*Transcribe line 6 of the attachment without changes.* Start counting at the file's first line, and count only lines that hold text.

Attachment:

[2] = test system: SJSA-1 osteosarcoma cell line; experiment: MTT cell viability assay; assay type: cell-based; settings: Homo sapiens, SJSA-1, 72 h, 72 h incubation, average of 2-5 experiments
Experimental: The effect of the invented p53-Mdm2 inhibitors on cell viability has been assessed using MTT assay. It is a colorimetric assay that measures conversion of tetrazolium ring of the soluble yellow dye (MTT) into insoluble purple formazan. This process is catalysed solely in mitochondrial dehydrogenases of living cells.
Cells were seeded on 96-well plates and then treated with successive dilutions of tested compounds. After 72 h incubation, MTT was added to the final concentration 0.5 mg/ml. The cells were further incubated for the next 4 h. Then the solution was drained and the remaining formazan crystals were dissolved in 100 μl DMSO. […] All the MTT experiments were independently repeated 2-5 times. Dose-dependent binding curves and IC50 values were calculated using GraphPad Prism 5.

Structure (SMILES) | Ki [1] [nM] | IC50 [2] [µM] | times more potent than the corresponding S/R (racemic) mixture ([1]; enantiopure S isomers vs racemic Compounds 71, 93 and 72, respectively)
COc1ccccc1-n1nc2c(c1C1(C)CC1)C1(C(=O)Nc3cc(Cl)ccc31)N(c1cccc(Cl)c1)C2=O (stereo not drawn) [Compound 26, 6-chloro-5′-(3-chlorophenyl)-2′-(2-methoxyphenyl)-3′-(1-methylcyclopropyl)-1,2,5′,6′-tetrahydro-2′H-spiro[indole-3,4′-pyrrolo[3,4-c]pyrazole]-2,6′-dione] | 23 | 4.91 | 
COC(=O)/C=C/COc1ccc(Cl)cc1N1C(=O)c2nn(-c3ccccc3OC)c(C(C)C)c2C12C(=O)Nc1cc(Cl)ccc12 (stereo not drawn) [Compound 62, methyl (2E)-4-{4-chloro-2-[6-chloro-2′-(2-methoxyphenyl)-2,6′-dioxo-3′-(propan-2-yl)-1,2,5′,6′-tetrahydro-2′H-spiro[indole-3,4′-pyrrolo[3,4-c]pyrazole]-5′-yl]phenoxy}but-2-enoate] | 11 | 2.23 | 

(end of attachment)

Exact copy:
COC(=O)/C=C/COc1ccc(Cl)cc1N1C(=O)c2nn(-c3ccccc3OC)c(C(C)C)c2C12C(=O)Nc1cc(Cl)ccc12 (stereo not drawn) [Compound 62, methyl (2E)-4-{4-chloro-2-[6-chloro-2′-(2-methoxyphenyl)-2,6′-dioxo-3′-(propan-2-yl)-1,2,5′,6′-tetrahydro-2′H-spiro[indole-3,4′-pyrrolo[3,4-c]pyrazole]-5′-yl]phenoxy}but-2-enoate] | 11 | 2.23 | 